Current carbon prices do not stack up to much land use change, despite bundled ecosystem service co-benefits

David M. Summers, Courtney M. Regan, Claire Settre, Jeffery D. Connor, Patrick O’Connor, Hayley Abbott, Jacqueline Frizenschaf, Leon van der Linden, Andrew Lowe, Katja Hogendoorn, Scott Groom, Timothy R. Cavagnaro

Research output: Contribution to journalArticlepeer-review

6 Citations (Scopus)


Biological sources of carbon sequestration such as revegetation have been highlighted as important avenues to combat climate change and meet global targets by the global community including the Paris Climate Agreement. However, current and projected carbon prices present a considerable barrier to broad-scale adoption of tree planting as a key mitigation strategy. One avenue to provide additional economic and environmental incentives to encourage wider adoption of revegetation is the bundling or stacking of additional co-beneficial ecosystem services that can be realized from tree planting. Using the World's largest land-based carbon credit trading scheme, the Australian Emissions Reduction Scheme (ERF), we examine the potential for three pairs of ecosystem services, where the carbon sequestration value of land use change is paired with an additional co-benefit with strong prospects for local tangible benefits to land owners/providers. Two cases consider agricultural provisioning values that can be realized by the landowners in higher returns: increased pollination services and reduced lamb mortality. The third case examined payments for tree plantings along riparian buffers, with payments to farmers by a water utility who realizes the benefit from reduced treatment cost due to water quality improvements. Economic incentives from these co-benefit case studies were found to be mixed, with avoided treatment costs from water quality paired with carbon payments the most promising, while pollination and reduced lamb mortality paired with carbon payments were unable to bridge the economic gap except under the most optimistic assumptions. We conclude that the economics case for significant land use change are likely to be geographically dispersed and only viable in relatively niche landscape positions in high establishment, high opportunity cost areas even when carbon payments are augmented with the value of co-benefits classified as providing direct and local benefits.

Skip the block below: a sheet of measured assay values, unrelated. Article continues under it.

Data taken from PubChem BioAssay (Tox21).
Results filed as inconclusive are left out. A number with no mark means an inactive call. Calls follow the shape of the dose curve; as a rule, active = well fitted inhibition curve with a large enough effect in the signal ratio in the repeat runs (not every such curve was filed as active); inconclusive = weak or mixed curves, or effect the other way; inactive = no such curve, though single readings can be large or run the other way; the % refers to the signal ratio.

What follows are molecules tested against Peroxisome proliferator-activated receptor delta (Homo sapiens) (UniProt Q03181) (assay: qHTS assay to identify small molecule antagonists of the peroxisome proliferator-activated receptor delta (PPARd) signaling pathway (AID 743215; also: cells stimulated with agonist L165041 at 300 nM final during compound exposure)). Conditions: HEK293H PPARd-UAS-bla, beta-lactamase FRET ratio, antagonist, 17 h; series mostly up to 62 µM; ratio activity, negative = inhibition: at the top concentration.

Original languageEnglish
Pages (from-to)2744-2762
Number of pages19
JournalGlobal Change Biology
Issue number12
Publication statusPublished - Jun 2021
Externally publishedYes


  • bundles
  • carbon prices
  • carbon sequestration
  • co-benefits
  • ecosystem services
  • payment for ecosystem services
  • reforestation


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